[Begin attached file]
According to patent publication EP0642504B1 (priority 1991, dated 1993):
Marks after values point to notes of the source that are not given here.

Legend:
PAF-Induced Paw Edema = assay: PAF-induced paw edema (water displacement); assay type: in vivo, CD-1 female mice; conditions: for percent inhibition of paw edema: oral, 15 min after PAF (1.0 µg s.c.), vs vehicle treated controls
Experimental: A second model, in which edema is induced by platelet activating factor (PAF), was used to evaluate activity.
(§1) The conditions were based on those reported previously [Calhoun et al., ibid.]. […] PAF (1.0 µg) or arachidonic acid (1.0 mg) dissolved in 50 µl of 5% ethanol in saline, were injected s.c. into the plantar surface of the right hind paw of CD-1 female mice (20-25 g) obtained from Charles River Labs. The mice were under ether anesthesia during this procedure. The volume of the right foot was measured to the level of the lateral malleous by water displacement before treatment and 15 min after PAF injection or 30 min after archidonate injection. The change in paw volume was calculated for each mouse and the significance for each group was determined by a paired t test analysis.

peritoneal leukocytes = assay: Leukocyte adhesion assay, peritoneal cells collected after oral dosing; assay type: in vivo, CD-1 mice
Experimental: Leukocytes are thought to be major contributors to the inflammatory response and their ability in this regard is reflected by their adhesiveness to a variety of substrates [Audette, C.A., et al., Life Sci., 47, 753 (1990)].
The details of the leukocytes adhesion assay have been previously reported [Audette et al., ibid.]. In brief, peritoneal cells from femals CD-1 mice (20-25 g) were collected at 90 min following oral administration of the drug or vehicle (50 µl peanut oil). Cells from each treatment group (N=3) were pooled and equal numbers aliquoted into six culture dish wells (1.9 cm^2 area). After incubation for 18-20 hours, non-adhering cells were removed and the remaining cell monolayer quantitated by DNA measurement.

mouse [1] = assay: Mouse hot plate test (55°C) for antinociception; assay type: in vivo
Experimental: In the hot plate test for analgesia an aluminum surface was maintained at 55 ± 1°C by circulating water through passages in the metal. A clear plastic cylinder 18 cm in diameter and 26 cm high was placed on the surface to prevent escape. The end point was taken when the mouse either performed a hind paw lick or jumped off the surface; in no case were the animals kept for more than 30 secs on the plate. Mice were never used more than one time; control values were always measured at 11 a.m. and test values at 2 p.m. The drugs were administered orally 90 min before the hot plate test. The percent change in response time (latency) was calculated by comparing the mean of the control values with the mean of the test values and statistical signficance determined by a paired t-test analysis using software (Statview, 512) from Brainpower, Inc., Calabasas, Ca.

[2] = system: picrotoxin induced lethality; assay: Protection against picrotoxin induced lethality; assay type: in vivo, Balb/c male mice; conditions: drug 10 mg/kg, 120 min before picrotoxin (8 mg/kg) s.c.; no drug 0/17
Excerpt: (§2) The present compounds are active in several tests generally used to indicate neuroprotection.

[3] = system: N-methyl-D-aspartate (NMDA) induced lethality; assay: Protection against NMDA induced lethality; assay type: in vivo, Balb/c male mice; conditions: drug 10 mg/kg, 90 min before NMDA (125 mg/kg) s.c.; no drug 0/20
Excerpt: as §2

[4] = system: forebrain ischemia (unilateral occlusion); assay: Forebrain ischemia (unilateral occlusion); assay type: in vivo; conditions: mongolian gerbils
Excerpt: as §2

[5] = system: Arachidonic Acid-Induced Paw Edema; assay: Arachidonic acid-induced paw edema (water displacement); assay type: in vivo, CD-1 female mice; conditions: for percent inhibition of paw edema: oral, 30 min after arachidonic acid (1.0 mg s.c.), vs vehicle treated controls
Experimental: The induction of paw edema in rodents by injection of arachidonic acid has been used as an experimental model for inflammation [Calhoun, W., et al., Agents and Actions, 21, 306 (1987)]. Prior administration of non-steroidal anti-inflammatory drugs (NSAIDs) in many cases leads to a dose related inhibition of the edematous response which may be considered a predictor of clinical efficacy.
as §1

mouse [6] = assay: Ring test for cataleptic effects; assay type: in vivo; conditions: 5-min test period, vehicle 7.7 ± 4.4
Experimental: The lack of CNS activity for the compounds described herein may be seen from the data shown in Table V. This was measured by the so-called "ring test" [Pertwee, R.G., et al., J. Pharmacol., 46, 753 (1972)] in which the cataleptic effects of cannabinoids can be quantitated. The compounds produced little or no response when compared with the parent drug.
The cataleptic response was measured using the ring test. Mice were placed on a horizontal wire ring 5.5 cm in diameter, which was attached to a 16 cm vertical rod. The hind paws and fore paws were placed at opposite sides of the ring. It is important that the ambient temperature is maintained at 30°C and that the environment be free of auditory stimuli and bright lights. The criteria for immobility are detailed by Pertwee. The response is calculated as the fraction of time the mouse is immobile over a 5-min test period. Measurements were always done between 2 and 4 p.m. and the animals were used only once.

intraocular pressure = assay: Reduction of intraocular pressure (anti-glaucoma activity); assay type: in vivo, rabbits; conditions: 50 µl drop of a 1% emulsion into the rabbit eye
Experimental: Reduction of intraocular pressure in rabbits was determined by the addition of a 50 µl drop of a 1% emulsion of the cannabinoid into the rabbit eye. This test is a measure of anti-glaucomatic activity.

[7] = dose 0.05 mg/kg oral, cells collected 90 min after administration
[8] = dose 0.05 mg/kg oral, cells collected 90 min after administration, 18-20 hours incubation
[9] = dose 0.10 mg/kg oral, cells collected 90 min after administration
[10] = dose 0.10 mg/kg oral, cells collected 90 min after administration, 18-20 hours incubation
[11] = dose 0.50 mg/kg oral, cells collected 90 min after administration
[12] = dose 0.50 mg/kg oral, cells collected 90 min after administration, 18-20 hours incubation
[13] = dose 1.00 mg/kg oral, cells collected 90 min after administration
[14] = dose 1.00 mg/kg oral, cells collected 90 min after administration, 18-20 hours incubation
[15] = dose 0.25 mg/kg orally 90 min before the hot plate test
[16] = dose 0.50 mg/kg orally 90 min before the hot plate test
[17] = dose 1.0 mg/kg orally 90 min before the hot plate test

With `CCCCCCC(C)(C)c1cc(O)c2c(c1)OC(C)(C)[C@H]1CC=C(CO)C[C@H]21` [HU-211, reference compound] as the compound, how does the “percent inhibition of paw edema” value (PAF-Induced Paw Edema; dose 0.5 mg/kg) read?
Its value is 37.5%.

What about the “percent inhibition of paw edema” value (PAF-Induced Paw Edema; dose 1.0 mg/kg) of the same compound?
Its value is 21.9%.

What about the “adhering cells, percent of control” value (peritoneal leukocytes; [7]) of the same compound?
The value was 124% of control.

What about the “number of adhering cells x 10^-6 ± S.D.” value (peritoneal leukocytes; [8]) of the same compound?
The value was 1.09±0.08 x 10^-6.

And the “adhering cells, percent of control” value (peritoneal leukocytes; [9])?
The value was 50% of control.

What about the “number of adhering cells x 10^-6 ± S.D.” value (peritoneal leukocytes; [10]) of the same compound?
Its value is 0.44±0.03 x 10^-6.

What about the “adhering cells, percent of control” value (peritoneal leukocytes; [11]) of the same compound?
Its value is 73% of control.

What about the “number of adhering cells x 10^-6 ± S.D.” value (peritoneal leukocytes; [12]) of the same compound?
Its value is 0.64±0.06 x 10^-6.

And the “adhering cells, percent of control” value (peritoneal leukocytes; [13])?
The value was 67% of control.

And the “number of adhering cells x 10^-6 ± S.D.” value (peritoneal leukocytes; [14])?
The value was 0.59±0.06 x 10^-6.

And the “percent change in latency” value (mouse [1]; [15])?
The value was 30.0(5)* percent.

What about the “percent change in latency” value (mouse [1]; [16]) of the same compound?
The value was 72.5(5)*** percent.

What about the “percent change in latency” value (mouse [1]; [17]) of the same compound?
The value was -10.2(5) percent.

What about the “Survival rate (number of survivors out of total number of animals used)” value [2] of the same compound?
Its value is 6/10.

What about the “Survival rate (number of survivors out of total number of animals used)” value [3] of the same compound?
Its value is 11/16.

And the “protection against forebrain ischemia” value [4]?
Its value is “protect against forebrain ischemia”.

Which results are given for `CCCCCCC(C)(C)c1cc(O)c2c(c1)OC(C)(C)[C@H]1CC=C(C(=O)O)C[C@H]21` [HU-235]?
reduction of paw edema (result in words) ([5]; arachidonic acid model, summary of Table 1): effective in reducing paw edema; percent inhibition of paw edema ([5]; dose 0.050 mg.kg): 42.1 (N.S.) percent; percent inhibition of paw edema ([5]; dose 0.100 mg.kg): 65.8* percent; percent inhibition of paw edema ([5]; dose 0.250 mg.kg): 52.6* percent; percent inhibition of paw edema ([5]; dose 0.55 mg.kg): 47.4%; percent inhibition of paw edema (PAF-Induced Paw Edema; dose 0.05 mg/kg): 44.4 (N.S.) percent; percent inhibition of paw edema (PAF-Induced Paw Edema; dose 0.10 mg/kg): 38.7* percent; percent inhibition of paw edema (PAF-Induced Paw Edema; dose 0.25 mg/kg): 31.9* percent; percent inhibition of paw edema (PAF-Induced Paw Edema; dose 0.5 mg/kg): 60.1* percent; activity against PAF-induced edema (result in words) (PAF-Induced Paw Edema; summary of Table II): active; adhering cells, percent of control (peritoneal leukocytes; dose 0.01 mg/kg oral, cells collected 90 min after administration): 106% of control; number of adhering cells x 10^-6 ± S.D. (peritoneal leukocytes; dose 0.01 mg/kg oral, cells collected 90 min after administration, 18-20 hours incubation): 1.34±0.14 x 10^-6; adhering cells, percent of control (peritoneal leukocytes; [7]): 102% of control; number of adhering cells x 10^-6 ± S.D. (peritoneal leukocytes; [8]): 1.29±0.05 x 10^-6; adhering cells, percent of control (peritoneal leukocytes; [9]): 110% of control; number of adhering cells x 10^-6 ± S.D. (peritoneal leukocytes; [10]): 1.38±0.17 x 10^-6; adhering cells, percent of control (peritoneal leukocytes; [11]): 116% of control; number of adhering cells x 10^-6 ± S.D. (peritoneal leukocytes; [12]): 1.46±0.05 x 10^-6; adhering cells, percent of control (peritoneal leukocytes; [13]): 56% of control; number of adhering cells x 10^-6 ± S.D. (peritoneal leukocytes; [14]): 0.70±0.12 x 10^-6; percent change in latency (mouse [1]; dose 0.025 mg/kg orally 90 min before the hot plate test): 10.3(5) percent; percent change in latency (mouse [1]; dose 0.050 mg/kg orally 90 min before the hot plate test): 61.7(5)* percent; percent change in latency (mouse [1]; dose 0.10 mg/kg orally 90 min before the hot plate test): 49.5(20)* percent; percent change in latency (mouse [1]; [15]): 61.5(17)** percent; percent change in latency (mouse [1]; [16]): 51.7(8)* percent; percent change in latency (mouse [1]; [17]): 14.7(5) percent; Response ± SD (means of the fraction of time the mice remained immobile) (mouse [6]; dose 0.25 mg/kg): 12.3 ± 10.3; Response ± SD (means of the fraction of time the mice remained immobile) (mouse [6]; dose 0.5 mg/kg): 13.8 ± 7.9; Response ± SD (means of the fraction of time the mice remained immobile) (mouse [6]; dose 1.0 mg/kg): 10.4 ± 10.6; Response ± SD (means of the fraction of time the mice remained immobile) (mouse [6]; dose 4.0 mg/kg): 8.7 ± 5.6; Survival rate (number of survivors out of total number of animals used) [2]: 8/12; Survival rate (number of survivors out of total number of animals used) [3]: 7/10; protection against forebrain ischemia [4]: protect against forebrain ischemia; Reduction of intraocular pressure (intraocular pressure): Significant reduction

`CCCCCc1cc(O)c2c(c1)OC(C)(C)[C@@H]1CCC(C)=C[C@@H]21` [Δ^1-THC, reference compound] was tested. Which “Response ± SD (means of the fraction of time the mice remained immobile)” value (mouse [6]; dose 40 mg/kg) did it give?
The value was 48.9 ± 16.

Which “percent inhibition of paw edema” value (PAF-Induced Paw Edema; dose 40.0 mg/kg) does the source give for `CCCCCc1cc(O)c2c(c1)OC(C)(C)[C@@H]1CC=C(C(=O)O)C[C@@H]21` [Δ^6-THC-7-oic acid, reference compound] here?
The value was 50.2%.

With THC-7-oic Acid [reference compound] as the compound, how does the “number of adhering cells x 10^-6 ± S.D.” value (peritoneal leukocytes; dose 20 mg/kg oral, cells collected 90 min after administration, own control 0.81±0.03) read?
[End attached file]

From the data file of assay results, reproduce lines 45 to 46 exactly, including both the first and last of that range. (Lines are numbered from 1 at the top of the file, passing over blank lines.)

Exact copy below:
And the “adhering cells, percent of control” value (peritoneal leukocytes; [9])?
The value was 50% of control.